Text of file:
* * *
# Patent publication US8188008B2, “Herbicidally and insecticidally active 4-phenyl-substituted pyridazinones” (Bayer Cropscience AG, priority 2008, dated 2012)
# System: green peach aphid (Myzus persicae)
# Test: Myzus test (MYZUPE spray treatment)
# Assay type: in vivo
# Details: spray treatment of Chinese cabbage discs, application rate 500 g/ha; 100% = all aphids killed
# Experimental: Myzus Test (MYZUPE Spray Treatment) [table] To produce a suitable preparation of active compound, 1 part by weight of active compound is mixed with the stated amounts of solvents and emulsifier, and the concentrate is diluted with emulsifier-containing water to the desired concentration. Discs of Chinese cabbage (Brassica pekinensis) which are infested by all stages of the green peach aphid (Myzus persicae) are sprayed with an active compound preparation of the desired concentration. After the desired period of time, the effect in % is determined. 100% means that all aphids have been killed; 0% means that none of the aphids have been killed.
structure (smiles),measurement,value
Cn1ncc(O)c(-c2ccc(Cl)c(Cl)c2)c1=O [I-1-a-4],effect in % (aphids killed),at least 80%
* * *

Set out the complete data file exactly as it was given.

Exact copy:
# Patent publication US8188008B2, “Herbicidally and insecticidally active 4-phenyl-substituted pyridazinones” (Bayer Cropscience AG, priority 2008, dated 2012)
# System: green peach aphid (Myzus persicae)
# Test: Myzus test (MYZUPE spray treatment)
# Assay type: in vivo
# Details: spray treatment of Chinese cabbage discs, application rate 500 g/ha; 100% = all aphids killed
# Experimental: Myzus Test (MYZUPE Spray Treatment) [table] To produce a suitable preparation of active compound, 1 part by weight of active compound is mixed with the stated amounts of solvents and emulsifier, and the concentrate is diluted with emulsifier-containing water to the desired concentration. Discs of Chinese cabbage (Brassica pekinensis) which are infested by all stages of the green peach aphid (Myzus persicae) are sprayed with an active compound preparation of the desired concentration. After the desired period of time, the effect in % is determined. 100% means that all aphids have been killed; 0% means that none of the aphids have been killed.
structure (smiles),measurement,value
Cn1ncc(O)c(-c2ccc(Cl)c(Cl)c2)c1=O [I-1-a-4],effect in % (aphids killed),at least 80%